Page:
Guest Post: Dial 192 for Shuttle Bus Success

Andrew Cassy is the travel plan manager, and sustainability champion for BT’s largest site at Adastral Park, near Ipswich in the east of England. Adastral Park is headquarters for BT Innovate and Design working alongside other IT companies. A few weeks ago we were talking about BT’s various CSR initiatives and Andrew told me about his successful introduction of a commercially viable courtesy railway shuttle bus service ‘192’ to cover the 8 miles between the railway station and site, serving both the business traveler and public commuter needs.  I was struck by the component of employee engagement and also social entrepreneurship in Andrew’s initiative and asked him if he would contribute a guest post.

The innovation park, which is located on the edge of town, had limited public transportation options for either employees, or the many business travelers who visit the site daily.  Instead, each morning thousands of cars with a single employee would drive to the site, and each visitor would have to use a taxi service, costing £15 each way just to get to their meeting.   As an employee I was frustrated by this situation, so I suggested a fairly radical solution that would meet not only BT’s commitment to sustainability, but also reduce the costs placed on our visitors.

My plan, proposed under BT’s voluntary ‘GrassRoutes’ travel program  was to start a direct bus route that would service the site from the train station, and another BT office in Ipswich, to Adastral Park picking up not only BT’s visitors, but providing service to employees who live along the route.

The bus companies, while interested in the proposal, were looking to BT underwrite the scheme. From day one we exceeded the financial break-even threshold needed to reduce BT’s overall business travel costs. The fast and direct service was also appealing to employees living in Ipswich along the route whom we also encouraged to fill the empty seats.  And they filled them so quickly that the bus company soon provided us with a dedicated double decker bus, complete with free wifi, tables and electrical outlets.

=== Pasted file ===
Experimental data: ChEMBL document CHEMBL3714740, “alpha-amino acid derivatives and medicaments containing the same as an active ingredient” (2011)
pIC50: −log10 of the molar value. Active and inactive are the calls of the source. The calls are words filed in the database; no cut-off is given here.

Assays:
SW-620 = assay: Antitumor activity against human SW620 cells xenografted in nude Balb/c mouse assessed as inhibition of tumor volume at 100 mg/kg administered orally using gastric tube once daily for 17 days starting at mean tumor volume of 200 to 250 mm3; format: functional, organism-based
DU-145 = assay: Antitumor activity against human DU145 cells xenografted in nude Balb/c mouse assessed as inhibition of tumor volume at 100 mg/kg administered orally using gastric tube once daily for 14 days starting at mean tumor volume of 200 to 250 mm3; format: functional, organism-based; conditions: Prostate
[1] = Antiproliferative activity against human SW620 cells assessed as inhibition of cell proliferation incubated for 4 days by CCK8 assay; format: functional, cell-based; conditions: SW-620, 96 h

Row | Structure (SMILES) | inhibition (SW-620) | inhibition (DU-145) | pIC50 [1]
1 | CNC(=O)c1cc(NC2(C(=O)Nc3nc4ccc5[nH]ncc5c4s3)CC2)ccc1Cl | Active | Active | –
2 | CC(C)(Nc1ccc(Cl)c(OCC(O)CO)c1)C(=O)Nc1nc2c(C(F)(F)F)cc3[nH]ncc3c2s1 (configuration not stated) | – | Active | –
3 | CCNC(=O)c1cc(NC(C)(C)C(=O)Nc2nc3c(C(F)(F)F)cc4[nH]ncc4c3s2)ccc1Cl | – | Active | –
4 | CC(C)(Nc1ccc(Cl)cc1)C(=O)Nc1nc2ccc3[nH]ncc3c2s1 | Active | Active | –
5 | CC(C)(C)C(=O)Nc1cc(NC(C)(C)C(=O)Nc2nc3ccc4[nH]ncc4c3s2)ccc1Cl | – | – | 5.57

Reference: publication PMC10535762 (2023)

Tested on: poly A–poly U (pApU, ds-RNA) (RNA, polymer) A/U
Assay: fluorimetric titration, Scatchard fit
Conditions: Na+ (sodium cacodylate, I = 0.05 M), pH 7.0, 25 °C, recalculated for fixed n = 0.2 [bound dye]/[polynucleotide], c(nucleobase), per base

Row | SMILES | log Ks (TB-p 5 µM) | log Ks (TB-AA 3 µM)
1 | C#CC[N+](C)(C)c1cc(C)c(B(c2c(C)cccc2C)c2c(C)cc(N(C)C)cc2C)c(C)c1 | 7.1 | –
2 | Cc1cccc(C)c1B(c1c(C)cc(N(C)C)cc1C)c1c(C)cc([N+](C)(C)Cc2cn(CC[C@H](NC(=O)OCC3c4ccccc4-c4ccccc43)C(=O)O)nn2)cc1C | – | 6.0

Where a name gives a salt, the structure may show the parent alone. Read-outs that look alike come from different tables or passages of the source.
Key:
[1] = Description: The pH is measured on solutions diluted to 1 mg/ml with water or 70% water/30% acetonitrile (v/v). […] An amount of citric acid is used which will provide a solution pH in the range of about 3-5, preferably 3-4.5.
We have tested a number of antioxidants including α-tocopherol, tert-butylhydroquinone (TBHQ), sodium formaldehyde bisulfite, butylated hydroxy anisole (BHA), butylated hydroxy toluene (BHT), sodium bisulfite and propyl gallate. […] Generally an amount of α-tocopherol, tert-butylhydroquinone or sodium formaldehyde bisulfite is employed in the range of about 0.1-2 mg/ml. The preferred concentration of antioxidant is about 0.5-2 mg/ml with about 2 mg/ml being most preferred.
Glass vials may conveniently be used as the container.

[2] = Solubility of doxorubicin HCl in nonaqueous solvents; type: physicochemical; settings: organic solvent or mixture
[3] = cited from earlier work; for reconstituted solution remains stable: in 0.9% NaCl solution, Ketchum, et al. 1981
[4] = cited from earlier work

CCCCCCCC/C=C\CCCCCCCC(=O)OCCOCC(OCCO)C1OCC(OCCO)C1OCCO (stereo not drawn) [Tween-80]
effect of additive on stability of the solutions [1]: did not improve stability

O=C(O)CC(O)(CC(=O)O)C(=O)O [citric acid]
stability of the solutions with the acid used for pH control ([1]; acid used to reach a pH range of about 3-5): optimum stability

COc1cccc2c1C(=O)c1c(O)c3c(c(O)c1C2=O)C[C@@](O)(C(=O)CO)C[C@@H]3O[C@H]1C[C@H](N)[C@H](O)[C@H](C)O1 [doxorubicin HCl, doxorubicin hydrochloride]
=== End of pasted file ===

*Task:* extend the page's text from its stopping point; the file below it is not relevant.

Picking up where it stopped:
So, what has been achieved over the three years since the service was introduced? The passenger numbers are sufficient that the bus company has  taken back the bus route as a financially viable service in its own right. Business travelers can continue to use the shuttle for free, at a cost to BT of just £1 per journey, a 93% reduction over the £15 taxi ride. I estimate that more than more than 63,000taxi fares have been avoided, taking around 1,000 business mile journeys a day off the local roads and associated emissions too, giving carbon reductions of 312T/Co2.

Our success has also encouraged Huawei, another large company based at Adastral Park, to follow our model and replace their private coach for their staff to become a new route ‘192H’enhancing our service further whilst reducing Huawei’s travel costs too.

I am really proud to have created a new bus route for the site which has achieved its ultimate objective and become a commercially viable and popular service for both business and commuter travel. This is a real world demonstration of the triple bottom line benefits of sustainable travel.

Now that you’ve read my story, I want you to ask yourself what you can do to inspire sustainable change at your company?

 

 


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